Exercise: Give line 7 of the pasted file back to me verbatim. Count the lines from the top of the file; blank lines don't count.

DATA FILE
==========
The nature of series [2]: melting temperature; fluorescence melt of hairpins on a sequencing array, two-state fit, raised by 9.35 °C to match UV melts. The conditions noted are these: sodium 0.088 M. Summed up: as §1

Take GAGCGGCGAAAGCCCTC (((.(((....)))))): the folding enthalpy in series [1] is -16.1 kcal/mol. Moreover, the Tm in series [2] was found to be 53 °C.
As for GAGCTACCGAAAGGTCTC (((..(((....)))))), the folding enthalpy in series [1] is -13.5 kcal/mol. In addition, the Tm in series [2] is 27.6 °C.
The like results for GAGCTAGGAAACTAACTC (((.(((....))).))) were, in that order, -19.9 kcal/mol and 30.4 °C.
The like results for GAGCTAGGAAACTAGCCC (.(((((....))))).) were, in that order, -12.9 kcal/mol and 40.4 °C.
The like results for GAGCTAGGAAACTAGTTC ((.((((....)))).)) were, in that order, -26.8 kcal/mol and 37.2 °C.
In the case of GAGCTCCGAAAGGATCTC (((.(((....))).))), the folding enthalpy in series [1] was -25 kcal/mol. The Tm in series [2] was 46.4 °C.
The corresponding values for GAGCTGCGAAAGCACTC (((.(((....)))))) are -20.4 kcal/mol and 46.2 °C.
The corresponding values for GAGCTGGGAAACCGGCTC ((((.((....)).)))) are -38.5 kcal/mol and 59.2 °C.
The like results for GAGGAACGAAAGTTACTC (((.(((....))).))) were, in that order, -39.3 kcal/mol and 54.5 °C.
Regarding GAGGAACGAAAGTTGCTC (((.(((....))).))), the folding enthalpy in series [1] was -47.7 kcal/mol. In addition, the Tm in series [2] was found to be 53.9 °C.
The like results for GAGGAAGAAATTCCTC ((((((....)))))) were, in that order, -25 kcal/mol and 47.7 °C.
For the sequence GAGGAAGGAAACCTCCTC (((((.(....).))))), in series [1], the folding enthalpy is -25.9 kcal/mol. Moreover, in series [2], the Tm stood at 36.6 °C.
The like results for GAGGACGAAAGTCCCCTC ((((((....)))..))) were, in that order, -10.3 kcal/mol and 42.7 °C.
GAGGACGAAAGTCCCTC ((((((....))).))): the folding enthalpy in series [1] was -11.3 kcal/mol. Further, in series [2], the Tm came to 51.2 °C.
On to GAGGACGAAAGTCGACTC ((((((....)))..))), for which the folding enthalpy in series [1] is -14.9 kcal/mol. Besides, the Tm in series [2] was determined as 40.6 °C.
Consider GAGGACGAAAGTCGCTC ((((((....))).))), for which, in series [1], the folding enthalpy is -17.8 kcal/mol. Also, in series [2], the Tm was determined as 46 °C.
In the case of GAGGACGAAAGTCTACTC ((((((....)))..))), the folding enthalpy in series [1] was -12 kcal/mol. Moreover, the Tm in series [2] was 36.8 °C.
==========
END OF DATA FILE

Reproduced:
In the case of GAGCTCCGAAAGGATCTC (((.(((....))).))), the folding enthalpy in series [1] was -25 kcal/mol. The Tm in series [2] was 46.4 °C.